U.S., China Have Complementary Roles in Africa
VMI Superintendent Gen. J.H. Binford Peay III ’62 thanks opening session speakers Ambassador Vickie Huddleston and Dr. Todd Moss. – Photo courtesy of the Center for Leadership and Ethics.
LEXINGTON, Va., Nov. 3, 2011 – “When I first got the program and it said the Eagle and the Dragon, I wondered if it shouldn’t have said the Eagle vs. the Dragon.”
This statement from the audience at the opening session of the “Eagle and the Dragon in Africa,” an academic conference at Virginia Military Institute’s Center for Leadership and Ethics, pointed at what was most striking in keynote remarks presented by an ambassador for the U.S. Office of the Secretary of Defense and a fellow with the Center for Global Development.
The view that emerged from the presentations was that China is neither a competitor in the arena of security nor a deathly threat in that of economics.
Vicki Huddleston, deputy assistant secretary for Africa, and Todd Moss, vice president for programs and senior fellow at the Center for Global Development painted a nuanced picture of the emerging roles of the two countries and the developing relations between them for the audience, which included a large contingent of VMI cadets.
Huddleston stated the goals of the United States in Africa: to promote democracy, economic development, and rule of law and to mitigate conflict. She gave strong praise to the efforts of the relatively new U.S. Africa Command, which, she said “is providing the capacity to Africans, to African states, to African militaries so they can provide security and stability for their population so that they can be able to counter the transnational [threat] … of terrorism. … What AFRICOM does is build capacity of African militaries under civilian command.”
These goals are not, according to Huddleston, shared by China. “From the security point of view, China isn’t a competitor; it isn’t even there.” China and the United States do, however, have shared interests.
“My point to you would be that China and ourselves share the same goal in Africa, the goal being Democracy writ large … certainly economic development … and cultural relations, but where we differ, I believe, is in the means.”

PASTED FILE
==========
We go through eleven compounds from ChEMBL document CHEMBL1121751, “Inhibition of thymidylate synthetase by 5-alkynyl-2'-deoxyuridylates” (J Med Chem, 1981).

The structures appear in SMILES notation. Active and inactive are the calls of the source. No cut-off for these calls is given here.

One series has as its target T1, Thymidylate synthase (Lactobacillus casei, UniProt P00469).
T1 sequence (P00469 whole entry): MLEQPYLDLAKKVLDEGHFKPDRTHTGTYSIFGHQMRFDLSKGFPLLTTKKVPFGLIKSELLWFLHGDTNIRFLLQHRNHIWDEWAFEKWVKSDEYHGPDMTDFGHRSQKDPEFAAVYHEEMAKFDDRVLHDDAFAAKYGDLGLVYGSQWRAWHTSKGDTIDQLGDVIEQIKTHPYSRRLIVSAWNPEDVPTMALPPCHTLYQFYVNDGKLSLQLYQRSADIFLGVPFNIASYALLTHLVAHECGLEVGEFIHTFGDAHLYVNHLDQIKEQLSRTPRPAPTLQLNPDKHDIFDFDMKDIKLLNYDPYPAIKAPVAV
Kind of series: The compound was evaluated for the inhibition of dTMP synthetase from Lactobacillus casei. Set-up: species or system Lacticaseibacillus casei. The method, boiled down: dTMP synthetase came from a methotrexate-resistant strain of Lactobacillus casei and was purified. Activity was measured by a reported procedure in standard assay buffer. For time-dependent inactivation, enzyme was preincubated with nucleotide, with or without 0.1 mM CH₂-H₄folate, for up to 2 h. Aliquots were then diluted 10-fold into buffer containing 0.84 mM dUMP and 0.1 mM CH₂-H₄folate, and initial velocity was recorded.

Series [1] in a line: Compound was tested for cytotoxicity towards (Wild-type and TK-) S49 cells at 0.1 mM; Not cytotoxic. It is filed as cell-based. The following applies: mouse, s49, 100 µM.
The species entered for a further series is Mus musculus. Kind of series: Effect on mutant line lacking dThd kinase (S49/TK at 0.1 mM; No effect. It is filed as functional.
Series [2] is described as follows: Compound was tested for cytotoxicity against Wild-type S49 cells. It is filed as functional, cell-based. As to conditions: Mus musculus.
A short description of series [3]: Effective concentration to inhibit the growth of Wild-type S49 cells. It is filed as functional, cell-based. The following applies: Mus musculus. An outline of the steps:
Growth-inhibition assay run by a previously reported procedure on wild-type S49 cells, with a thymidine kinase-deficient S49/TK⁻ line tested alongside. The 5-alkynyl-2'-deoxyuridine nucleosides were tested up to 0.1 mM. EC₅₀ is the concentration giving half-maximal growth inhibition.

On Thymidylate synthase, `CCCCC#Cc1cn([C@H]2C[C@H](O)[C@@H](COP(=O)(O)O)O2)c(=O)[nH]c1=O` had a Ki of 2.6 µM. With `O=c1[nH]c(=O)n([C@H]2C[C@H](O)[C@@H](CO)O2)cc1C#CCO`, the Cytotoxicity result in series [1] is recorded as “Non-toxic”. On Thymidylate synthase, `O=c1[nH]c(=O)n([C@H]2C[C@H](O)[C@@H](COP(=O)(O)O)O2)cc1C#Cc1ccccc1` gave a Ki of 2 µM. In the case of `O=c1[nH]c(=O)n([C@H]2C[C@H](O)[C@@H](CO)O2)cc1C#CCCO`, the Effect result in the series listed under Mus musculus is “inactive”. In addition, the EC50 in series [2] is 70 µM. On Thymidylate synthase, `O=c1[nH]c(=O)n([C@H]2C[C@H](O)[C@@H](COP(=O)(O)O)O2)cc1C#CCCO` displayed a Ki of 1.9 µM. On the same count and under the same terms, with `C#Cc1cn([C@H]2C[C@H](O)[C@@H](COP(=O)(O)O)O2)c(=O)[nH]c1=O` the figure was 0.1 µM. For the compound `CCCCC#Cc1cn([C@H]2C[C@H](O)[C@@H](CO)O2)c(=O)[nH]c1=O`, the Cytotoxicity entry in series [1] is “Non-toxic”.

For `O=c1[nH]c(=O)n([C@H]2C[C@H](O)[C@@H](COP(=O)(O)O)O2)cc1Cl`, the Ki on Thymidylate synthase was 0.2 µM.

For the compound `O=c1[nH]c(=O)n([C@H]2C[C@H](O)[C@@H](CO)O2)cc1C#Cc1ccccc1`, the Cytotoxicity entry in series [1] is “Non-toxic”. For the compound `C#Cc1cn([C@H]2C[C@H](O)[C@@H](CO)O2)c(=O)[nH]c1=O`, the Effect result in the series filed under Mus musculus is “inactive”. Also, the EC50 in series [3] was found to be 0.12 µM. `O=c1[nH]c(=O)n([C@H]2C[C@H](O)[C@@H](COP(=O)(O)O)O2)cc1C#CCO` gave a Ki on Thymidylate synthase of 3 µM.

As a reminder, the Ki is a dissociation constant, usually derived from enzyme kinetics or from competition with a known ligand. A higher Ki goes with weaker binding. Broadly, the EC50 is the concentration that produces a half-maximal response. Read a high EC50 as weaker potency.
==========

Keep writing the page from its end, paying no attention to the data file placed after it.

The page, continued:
Moss, who followed Huddleston on stage, noted that in the economic arena, China is “extremely active,” and he accounted for the sense of tension between the United States and China by adding that, globally, the two countries are also the two largest economies, tied together by both trade and debt.
Reassuringly, he added, “It sometimes seems like we’re competing, but it’s mostly a mutual hostage situation.”
In Africa, both China and the United States want to see much more vibrant and productive African markets, markets much more integrated in the global economy. Both the United States and China, he said, have very important roles to play in Africa, which is one of the “engines” of economic growth.
“Six out of 10 of the fastest growing economies this year globally are in Africa,” he said.
The biggest constraints to growth in Africa are the cost and reliability of electricity and transportation. Also needed are access to financing and regulatory structures.
In addressing these constraints, Moss said, the actions of the United States and China are often complementary. The United States tends to assist in development of regulatory structures and to invest in human capital, in schools and education and a healthier work force. The Chinese have a mechanism for building infrastructure – “tons of infrastructure” – wherever they are active.
Areas of tension, said Moss, are Chinese investment in “rogue” countries; the Chinese tendency to encourage borrowing, and to make the funds available to borrow, in countries that recently completed United States-led efforts to free them from oppressive debt; and transparency, which is viewed as essential by U.S. companies and U.S. regulators, but not by the Chinese.
Competition for oil, often seen as a major threat, is not as dangerous as many think, he said, since that market is extremely fluid.
Moss said that two strategies for assuring better financial growth in Africa would be for the United States to “unleash” the Overseas Private Investment Corp. from heavy regulation and to invest in multilateral financial systems, such as through the World Bank.
Following the talks, accents from around the world were heard as members of the audience stood to ask questions, prolonging the discussion until time was called.
The conferences continues with panel discussions today and tomorrow, a reception featuring cultural music from Sub-Saharan Africa, and a keynote address this evening by Maj. Gen. Donald Christopher Leins, deputy director for politico-military affairs (Africa) with the Office of the Joint Chiefs of Staff.